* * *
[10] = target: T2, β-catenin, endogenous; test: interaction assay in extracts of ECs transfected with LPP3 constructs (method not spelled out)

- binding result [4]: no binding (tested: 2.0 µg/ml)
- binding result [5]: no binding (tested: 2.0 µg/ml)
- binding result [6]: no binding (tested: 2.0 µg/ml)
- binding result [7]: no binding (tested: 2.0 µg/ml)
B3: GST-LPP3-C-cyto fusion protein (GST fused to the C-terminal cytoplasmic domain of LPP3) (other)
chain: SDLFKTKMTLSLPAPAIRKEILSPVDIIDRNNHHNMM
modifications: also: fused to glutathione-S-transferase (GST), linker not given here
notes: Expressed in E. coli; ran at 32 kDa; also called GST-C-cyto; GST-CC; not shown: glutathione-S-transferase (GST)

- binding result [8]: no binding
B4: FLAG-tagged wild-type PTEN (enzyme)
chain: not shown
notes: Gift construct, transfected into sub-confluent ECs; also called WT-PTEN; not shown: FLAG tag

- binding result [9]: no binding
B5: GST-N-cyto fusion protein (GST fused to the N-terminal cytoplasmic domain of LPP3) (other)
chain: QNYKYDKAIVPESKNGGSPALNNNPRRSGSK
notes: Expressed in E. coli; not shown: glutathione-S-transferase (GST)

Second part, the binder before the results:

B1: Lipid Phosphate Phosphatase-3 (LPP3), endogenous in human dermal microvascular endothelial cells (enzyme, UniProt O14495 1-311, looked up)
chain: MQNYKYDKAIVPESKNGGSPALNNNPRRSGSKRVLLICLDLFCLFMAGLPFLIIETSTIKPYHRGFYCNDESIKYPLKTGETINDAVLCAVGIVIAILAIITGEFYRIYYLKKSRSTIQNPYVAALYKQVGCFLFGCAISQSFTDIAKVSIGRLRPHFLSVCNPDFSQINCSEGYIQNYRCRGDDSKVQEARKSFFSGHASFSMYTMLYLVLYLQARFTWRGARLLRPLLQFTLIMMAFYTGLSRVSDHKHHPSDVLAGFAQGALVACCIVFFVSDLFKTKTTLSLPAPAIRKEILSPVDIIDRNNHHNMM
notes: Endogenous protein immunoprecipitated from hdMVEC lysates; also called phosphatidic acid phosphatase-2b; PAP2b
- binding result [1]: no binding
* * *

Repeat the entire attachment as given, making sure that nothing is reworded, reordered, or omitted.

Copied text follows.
[10] = target: T2, β-catenin, endogenous; test: interaction assay in extracts of ECs transfected with LPP3 constructs (method not spelled out)

- binding result [4]: no binding (tested: 2.0 µg/ml)
- binding result [5]: no binding (tested: 2.0 µg/ml)
- binding result [6]: no binding (tested: 2.0 µg/ml)
- binding result [7]: no binding (tested: 2.0 µg/ml)
B3: GST-LPP3-C-cyto fusion protein (GST fused to the C-terminal cytoplasmic domain of LPP3) (other)
chain: SDLFKTKMTLSLPAPAIRKEILSPVDIIDRNNHHNMM
modifications: also: fused to glutathione-S-transferase (GST), linker not given here
notes: Expressed in E. coli; ran at 32 kDa; also called GST-C-cyto; GST-CC; not shown: glutathione-S-transferase (GST)

- binding result [8]: no binding
B4: FLAG-tagged wild-type PTEN (enzyme)
chain: not shown
notes: Gift construct, transfected into sub-confluent ECs; also called WT-PTEN; not shown: FLAG tag

- binding result [9]: no binding
B5: GST-N-cyto fusion protein (GST fused to the N-terminal cytoplasmic domain of LPP3) (other)
chain: QNYKYDKAIVPESKNGGSPALNNNPRRSGSK
notes: Expressed in E. coli; not shown: glutathione-S-transferase (GST)

Second part, the binder before the results:

B1: Lipid Phosphate Phosphatase-3 (LPP3), endogenous in human dermal microvascular endothelial cells (enzyme, UniProt O14495 1-311, looked up)
chain: MQNYKYDKAIVPESKNGGSPALNNNPRRSGSKRVLLICLDLFCLFMAGLPFLIIETSTIKPYHRGFYCNDESIKYPLKTGETINDAVLCAVGIVIAILAIITGEFYRIYYLKKSRSTIQNPYVAALYKQVGCFLFGCAISQSFTDIAKVSIGRLRPHFLSVCNPDFSQINCSEGYIQNYRCRGDDSKVQEARKSFFSGHASFSMYTMLYLVLYLQARFTWRGARLLRPLLQFTLIMMAFYTGLSRVSDHKHHPSDVLAGFAQGALVACCIVFFVSDLFKTKTTLSLPAPAIRKEILSPVDIIDRNNHHNMM
notes: Endogenous protein immunoprecipitated from hdMVEC lysates; also called phosphatidic acid phosphatase-2b; PAP2b
- binding result [1]: no binding